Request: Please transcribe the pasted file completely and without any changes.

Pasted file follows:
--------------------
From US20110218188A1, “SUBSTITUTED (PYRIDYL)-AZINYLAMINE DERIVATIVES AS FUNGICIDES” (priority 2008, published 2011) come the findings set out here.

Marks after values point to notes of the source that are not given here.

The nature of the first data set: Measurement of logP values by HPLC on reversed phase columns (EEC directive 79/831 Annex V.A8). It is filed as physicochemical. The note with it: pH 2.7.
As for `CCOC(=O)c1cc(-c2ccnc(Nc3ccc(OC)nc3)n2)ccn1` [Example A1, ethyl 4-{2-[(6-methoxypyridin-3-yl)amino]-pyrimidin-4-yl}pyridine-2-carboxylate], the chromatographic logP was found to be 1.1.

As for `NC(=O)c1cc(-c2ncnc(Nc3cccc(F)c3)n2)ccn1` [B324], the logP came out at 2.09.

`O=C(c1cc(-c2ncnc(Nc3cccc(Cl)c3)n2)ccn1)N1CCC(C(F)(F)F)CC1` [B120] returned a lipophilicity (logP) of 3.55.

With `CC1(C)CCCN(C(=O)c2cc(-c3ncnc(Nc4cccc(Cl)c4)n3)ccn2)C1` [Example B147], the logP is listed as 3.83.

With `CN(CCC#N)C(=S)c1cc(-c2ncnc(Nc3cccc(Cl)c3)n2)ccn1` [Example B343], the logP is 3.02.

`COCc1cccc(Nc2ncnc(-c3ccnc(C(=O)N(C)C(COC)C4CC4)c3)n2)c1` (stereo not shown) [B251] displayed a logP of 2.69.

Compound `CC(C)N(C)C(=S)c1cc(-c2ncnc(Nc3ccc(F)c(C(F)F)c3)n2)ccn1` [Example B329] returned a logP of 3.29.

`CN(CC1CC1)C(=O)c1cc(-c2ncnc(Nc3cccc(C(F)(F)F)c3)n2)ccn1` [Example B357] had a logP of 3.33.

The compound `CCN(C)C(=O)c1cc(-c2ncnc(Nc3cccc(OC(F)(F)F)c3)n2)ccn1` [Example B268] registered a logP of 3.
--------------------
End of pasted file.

From US20110218188A1, “SUBSTITUTED (PYRIDYL)-AZINYLAMINE DERIVATIVES AS FUNGICIDES” (priority 2008, published 2011) come the findings set out here.

Marks after values point to notes of the source that are not given here.

The nature of the first data set: Measurement of logP values by HPLC on reversed phase columns (EEC directive 79/831 Annex V.A8). It is filed as physicochemical. The note with it: pH 2.7.
As for `CCOC(=O)c1cc(-c2ccnc(Nc3ccc(OC)nc3)n2)ccn1` [Example A1, ethyl 4-{2-[(6-methoxypyridin-3-yl)amino]-pyrimidin-4-yl}pyridine-2-carboxylate], the chromatographic logP was found to be 1.1.

As for `NC(=O)c1cc(-c2ncnc(Nc3cccc(F)c3)n2)ccn1` [B324], the logP came out at 2.09.

`O=C(c1cc(-c2ncnc(Nc3cccc(Cl)c3)n2)ccn1)N1CCC(C(F)(F)F)CC1` [B120] returned a lipophilicity (logP) of 3.55.

With `CC1(C)CCCN(C(=O)c2cc(-c3ncnc(Nc4cccc(Cl)c4)n3)ccn2)C1` [Example B147], the logP is listed as 3.83.

With `CN(CCC#N)C(=S)c1cc(-c2ncnc(Nc3cccc(Cl)c3)n2)ccn1` [Example B343], the logP is 3.02.

`COCc1cccc(Nc2ncnc(-c3ccnc(C(=O)N(C)C(COC)C4CC4)c3)n2)c1` (stereo not shown) [B251] displayed a logP of 2.69.

Compound `CC(C)N(C)C(=S)c1cc(-c2ncnc(Nc3ccc(F)c(C(F)F)c3)n2)ccn1` [Example B329] returned a logP of 3.29.

`CN(CC1CC1)C(=O)c1cc(-c2ncnc(Nc3cccc(C(F)(F)F)c3)n2)ccn1` [Example B357] had a logP of 3.33.

The compound `CCN(C)C(=O)c1cc(-c2ncnc(Nc3cccc(OC(F)(F)F)c3)n2)ccn1` [Example B268] registered a logP of 3.